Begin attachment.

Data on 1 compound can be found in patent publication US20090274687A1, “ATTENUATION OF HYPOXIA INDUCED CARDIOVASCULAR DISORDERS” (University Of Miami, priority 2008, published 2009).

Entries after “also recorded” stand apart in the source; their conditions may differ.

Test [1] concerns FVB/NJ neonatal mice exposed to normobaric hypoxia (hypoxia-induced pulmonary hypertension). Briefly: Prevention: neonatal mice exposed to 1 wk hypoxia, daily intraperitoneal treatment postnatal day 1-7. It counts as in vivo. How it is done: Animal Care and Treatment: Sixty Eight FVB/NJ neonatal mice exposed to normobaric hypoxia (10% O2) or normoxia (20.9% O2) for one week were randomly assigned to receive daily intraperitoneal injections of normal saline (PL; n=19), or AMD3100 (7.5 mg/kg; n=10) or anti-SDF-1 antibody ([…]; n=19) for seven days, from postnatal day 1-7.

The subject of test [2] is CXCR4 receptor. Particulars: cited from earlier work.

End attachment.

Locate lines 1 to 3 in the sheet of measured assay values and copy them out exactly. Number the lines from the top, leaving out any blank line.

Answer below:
Data on 1 compound can be found in patent publication US20090274687A1, “ATTENUATION OF HYPOXIA INDUCED CARDIOVASCULAR DISORDERS” (University Of Miami, priority 2008, published 2009).

Entries after “also recorded” stand apart in the source; their conditions may differ.

Test [1] concerns FVB/NJ neonatal mice exposed to normobaric hypoxia (hypoxia-induced pulmonary hypertension). Briefly: Prevention: neonatal mice exposed to 1 wk hypoxia, daily intraperitoneal treatment postnatal day 1-7. It counts as in vivo. How it is done: Animal Care and Treatment: Sixty Eight FVB/NJ neonatal mice exposed to normobaric hypoxia (10% O2) or normoxia (20.9% O2) for one week were randomly assigned to receive daily intraperitoneal injections of normal saline (PL; n=19), or AMD3100 (7.5 mg/kg; n=10) or anti-SDF-1 antibody ([…]; n=19) for seven days, from postnatal day 1-7.